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Mocavo

Some people eat, sleep and chew gum, I do genealogy and write...

Sunday, January 9, 2011

Social Media and Genealogy -- Initial Comments

On a recent CNBC show about Facebook called "The Facebook Obsession," there was a short interview concerning a lady named Kari Tridle who found her birth mother on Facebook. The account generated a moderate amount of discussion about the utility of social networking sites in the aid of genealogy. In my own experience, Facebook has connected our family to relatives who we had lost contact with almost 60 plus years ago. One cousin is living in England and we would probably have never found her any other way.

How valuable is this connection with long lost relatives? It turns out that these particular cousins had almost no information about their own family. They were actually looking for us. It is highly unlikely that any of my end-of-line long dead relatives are on Facebook. 

I can't help comparing a general social networking site such as Facebook with a site dedicated to genealogy like GenealogyWise. The entire GenealogyWise website is dedicated to genealogy and related issues. There is no "what I had for breakfast" and "you should see what my cat just did" types of posts. Although both are blatantly commercial, there is really no comparison between the genealogical utility of the two sites. Now here is the conundrum, GenealogyWise.com has a Facebook page! There are a number of Facebook utilities that will record your communications with your relatives and even seek them out like familylink.com.

Familylink.com is the parent company that has WorldVitalRecords.com and a whole list of other websites. A few things are sure, this is a fast growing Internet area, it is highly commercialized and it is becoming pervasive.  Most of the genealogy software programs now have their own Facebook pages. Most commercial businesses are jumping on the Facebook bandwagon and adding Facebook to their Websites and Blogs.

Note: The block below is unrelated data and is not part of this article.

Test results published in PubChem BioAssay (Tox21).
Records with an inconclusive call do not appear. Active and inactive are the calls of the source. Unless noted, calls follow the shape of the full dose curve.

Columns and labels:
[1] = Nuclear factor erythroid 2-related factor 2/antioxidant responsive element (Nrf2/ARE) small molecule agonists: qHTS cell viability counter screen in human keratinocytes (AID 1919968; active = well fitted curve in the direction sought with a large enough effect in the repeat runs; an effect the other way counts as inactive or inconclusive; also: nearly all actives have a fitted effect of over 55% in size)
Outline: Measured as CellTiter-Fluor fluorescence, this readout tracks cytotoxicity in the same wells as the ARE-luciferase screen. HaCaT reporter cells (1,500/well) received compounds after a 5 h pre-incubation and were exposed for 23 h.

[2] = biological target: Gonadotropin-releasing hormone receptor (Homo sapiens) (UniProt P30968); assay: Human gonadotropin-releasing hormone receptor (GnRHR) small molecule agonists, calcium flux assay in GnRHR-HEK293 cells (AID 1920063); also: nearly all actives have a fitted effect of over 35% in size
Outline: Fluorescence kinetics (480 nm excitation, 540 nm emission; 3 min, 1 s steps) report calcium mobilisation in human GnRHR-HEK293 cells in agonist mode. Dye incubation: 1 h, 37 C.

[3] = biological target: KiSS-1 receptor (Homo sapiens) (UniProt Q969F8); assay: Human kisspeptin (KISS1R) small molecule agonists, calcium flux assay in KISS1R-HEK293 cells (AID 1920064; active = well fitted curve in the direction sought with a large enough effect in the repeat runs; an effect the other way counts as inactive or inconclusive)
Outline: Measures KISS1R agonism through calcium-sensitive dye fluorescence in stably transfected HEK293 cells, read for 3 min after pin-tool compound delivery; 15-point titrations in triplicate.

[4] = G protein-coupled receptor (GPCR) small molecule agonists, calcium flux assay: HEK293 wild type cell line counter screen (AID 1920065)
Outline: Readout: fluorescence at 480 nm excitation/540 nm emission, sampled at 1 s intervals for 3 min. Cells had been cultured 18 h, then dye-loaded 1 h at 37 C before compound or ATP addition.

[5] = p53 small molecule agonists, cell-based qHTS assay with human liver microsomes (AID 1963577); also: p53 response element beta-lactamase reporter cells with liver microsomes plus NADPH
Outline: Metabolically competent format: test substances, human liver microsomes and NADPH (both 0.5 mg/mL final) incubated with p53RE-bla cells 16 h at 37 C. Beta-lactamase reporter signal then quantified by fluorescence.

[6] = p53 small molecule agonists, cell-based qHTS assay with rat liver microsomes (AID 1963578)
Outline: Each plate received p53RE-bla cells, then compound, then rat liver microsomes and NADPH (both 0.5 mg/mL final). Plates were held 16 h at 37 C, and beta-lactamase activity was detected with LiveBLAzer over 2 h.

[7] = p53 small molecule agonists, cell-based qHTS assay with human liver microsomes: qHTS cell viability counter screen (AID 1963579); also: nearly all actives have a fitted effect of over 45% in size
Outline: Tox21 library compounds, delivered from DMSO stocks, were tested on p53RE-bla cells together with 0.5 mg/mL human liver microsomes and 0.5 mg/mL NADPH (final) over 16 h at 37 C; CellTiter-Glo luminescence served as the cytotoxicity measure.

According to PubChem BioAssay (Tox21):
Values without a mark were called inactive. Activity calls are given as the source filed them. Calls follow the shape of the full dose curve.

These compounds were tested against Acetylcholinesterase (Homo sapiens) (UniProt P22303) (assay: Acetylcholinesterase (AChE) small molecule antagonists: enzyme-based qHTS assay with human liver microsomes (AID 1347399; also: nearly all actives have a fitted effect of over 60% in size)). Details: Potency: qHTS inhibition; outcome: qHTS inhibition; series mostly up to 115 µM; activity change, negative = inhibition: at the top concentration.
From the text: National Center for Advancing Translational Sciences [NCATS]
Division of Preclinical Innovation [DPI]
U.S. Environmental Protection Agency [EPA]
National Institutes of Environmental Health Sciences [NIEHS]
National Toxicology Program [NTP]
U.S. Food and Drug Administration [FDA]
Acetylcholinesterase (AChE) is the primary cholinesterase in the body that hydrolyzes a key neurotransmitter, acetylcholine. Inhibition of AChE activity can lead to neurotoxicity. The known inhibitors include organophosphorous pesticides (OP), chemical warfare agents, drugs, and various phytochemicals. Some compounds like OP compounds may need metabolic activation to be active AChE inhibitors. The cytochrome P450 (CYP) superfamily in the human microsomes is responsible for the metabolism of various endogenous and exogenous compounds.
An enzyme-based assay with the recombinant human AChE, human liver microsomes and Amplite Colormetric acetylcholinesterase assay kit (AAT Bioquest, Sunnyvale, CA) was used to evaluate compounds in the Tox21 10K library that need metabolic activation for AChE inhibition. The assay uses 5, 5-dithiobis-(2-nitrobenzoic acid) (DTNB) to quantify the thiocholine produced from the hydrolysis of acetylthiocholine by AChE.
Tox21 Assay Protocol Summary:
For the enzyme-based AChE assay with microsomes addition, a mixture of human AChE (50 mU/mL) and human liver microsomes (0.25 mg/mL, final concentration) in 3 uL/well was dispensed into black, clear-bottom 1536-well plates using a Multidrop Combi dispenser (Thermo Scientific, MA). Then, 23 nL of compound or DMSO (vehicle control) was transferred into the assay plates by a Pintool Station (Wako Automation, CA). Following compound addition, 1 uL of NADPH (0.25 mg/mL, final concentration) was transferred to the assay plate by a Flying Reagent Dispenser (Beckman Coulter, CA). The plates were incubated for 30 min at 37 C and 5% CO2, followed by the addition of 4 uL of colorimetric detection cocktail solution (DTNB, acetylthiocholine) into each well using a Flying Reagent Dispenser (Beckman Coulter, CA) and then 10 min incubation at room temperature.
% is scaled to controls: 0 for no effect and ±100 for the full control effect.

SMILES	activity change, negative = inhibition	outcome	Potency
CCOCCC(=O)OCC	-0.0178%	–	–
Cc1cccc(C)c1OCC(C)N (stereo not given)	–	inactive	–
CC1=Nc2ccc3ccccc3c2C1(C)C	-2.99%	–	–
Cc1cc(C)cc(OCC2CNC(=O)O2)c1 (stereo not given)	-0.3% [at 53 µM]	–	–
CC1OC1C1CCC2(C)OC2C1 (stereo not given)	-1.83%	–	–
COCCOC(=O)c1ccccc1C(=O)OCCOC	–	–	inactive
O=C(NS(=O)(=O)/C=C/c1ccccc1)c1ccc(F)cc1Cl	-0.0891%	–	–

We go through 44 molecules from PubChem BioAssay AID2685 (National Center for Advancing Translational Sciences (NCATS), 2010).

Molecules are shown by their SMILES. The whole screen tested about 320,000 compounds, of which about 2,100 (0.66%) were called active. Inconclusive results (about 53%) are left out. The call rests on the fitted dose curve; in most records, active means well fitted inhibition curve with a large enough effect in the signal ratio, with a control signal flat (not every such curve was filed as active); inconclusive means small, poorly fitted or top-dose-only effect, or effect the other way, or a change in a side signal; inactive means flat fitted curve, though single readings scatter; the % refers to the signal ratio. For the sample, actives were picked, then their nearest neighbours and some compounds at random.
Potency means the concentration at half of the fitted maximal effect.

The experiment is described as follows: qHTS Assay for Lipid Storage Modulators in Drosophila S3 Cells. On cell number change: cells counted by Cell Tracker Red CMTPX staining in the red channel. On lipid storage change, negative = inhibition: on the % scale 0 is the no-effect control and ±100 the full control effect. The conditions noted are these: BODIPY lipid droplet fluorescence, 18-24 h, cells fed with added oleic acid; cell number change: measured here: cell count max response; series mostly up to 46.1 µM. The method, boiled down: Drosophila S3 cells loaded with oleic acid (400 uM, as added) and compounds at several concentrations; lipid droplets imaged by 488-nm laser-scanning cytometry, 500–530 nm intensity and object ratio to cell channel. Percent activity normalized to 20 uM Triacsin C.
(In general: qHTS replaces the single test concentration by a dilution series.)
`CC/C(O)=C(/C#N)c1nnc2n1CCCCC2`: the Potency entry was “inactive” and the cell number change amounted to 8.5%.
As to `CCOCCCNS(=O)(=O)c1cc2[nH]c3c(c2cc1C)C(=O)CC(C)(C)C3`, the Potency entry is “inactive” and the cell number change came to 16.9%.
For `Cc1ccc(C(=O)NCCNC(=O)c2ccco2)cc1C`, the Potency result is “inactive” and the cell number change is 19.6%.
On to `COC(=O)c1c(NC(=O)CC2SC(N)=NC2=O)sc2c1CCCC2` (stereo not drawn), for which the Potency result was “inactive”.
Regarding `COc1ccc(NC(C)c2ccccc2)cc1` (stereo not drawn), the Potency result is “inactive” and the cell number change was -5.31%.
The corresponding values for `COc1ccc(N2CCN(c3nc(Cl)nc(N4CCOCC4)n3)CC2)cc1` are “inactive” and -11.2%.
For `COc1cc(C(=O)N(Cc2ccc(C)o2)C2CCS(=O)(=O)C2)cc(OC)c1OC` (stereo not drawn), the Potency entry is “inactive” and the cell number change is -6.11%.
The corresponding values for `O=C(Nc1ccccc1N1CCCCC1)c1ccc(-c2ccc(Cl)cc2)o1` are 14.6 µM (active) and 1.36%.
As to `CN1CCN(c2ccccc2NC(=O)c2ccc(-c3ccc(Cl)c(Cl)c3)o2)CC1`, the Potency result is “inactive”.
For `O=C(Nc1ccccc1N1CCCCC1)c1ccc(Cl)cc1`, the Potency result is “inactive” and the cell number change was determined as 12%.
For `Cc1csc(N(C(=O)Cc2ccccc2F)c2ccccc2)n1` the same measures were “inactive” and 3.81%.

It would be almost impossible to investigate the links between Facebook and the genealogical community. It looks like to me that almost every Blogger I am aware of also has a Facebook page. I try hard not to make comments or to broadcast my daily activities on Facebook, I hope to preserve a modicum of privacy, but that does not seem to worry the rest of my 200+ friends. In the last hour we have a number of comments about pets including cows, dogs and other animals. We have discussions about the news, the weather, school, dates, weddings, computers, ancient manuscripts and about anything else you can or cannot think of. So how does genealogical research benefit from all this noise?

A Facebook search on the term "genealogy" returns hundreds of results (Facebook does not tell you how many hits your search returns) many with up to thousands of people who have clicked that they "like this." Some of the sites are sort-of miniature blogs with posts giving information and talking about research. I have had Genealogy's Star on Facebook for some time and occasionally get comments about the Blog posts from Facebook readers.

So far, I do not see a clear view of how Facebook and other social networking sites will ultimately benefit genealogy. It is clear that they excel in finding people, but I view most of the noise on Facebook as a distraction from "real research." It is almost as bad as having a telephone ring all day long with sales calls. I also find the short blurbs to be almost as confining as Twitter. I have used Twitter for some time and keep being amazed by the constant addition of Followers.

OK, now that I have given my opinion, do social networking sites have the potential of advancing research or are they only forums for talking about research? So far, I have seen few connections between any of the social networking sites and source documents, other than advertisements for commercial websites. The sites have taken over the function of the old bulletin board programs for posting inquiries about finding families and doing research. The social networking sites have also taken over a major part of the advertising world. I suspect that once the run-up is over for sites like Facebook and Twitter, genealogists will turn their attention to more productive sites with substantive information and data. I do think the dedicated sites like GenealogyWise have more immediate utility. It appears to me that people may be using the sites as a way to avoid doing any actual research. It is a whole lot easier to simply post an inquiry than actually do anything like real research.

More later.

1 comment:

  1. Are we doing genealogy or Family History? Because hooking up with relatives, even if they have no genealogical information to share, is clearly a Family History thing, as far as I'm concerned. Fortunately, for me, one of these relatives that I found is a genealogist. Whenever I don't know who's who in the photo, I send it to her. Amazingly, she spent many of her childhood years visiting my Grandmother. I can't wait to see her in person! Like any genealogist/family historian, wherever I am on the Internet, my frame of reference is genealogy. I kind of overlook a lot of the rest of the stuff. I have more I could share, but time and space doesn't permit. I will put it on my page!

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